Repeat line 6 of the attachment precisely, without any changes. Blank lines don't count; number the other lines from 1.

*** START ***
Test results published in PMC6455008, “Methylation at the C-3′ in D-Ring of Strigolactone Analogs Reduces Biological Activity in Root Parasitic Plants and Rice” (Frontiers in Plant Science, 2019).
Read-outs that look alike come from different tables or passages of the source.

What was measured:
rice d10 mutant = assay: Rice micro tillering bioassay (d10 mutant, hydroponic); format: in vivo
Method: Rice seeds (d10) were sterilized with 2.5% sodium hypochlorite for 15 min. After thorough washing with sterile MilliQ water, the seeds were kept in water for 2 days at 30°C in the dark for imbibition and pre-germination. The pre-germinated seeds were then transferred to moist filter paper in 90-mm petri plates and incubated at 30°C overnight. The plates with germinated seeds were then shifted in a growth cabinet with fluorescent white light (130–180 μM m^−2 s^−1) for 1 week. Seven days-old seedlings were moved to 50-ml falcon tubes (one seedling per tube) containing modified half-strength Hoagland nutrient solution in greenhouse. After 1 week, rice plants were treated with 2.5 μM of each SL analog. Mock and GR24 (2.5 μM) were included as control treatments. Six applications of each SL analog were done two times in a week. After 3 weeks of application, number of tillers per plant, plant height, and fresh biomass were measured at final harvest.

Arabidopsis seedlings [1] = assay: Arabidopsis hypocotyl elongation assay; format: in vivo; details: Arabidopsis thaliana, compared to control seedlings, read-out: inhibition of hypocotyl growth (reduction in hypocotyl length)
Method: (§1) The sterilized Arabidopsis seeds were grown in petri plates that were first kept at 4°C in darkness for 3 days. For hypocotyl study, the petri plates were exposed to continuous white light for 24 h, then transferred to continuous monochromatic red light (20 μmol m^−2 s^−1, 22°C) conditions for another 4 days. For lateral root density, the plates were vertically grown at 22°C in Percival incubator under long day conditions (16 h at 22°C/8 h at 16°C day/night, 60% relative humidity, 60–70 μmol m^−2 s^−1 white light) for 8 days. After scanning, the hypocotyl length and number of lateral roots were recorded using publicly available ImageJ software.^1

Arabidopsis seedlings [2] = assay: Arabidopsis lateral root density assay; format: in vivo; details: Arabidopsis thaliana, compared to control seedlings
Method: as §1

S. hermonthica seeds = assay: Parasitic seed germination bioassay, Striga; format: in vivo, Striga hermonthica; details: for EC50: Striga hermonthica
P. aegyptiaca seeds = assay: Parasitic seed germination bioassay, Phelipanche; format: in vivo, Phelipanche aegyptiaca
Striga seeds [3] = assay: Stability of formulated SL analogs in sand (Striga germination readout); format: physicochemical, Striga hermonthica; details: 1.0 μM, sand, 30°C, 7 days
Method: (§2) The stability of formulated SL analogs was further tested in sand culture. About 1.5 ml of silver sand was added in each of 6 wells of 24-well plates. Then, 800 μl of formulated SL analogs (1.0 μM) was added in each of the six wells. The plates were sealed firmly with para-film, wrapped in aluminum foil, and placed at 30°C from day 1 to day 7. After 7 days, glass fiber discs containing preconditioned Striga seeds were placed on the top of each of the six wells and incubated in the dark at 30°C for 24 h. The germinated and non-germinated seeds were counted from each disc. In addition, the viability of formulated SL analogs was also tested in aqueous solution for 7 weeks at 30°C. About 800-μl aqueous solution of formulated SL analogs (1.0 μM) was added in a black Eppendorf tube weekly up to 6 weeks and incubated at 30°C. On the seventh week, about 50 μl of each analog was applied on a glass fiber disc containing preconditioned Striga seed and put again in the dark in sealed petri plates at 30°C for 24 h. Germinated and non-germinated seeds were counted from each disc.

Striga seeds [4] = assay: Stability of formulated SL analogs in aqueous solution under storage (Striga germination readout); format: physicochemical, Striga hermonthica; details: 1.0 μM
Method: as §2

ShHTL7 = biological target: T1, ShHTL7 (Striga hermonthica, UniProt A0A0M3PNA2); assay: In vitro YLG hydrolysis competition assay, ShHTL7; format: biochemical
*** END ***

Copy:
Arabidopsis seedlings [1] = assay: Arabidopsis hypocotyl elongation assay; format: in vivo; details: Arabidopsis thaliana, compared to control seedlings, read-out: inhibition of hypocotyl growth (reduction in hypocotyl length)